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March 26, 2014

Law Commission recommends online reporting restriction database

Categories: Contempt, News, Reporting the Courts

Tags: contempt, journalism, Law Commission, reporting the courts

Second report on contempt deals with section 4(2) orders


The Law Commission has published its second report on the topic of contempt. The first report dealt with jurors and modern media. This report addresses the issue of reporting restrictions under section 4(2) Contempt of Court Act 1981, which order the postponement of contemporary reporting of proceedings of the criminal courts. A third forthcoming report will deal with contempt in the face of the court and remaining areas of contempt by publication. 5RB‘s Christina Michalos and Godwin Busuttil both contributed to the Law Commission’s working group for this project.

In its report, the Law Commission noted the fundamental importance of open justice, and the concerns that had been expressed by stakeholders about the difficulties that come sometimes arise in ascertaining whether an order is in place in a particular case.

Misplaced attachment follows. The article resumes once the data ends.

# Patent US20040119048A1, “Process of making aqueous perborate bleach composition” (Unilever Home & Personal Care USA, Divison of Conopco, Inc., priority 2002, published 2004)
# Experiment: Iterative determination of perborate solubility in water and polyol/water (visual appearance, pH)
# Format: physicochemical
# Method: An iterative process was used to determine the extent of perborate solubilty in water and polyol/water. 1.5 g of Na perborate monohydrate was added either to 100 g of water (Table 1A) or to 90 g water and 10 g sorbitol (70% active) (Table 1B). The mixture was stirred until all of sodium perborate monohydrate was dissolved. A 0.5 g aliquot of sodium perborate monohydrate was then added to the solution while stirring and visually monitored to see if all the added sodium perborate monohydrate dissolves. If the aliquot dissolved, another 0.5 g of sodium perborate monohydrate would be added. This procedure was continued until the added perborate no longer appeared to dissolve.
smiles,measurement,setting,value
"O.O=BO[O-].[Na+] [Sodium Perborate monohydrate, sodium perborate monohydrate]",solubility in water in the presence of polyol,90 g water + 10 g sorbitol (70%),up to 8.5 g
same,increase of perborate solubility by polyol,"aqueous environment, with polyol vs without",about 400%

The key recommendations of the report are:

  1. That an online database is set up listing all section 4(2) orders in force in England and Wales. A similar database already exists in Scotland. This database would be available to the public and would contain the name of the case in which the order was made and the date on which it expires (if this is a fixed date rather than an event such as the conclusion of the trial).
  2. That this publicly available database be supplemented by an additional database, accessible by paid subscription, which contains the terms of each section 4(2) order.

It is envisaged that those who do not have access to the subscription database should continue to ascertain the terms of an order, should they wish to do so, by contacting the relevant court directly.

The Law Commission concluded that to include the terms of section 4(2) orders in a publicly accessible database would risk exposing the information which the order was designed to restrain. It also concluded that charging for the supplemental service was justifiable as those who did not subscribe would still have access to the information through enquiring with the relevant court; thus subscribers would be paying for the convenience of not having to do this, and having access at all hours, which may be of particular use to newspapers and broadcasters.

All of the Law Commission’s work on contempt can be accessed here.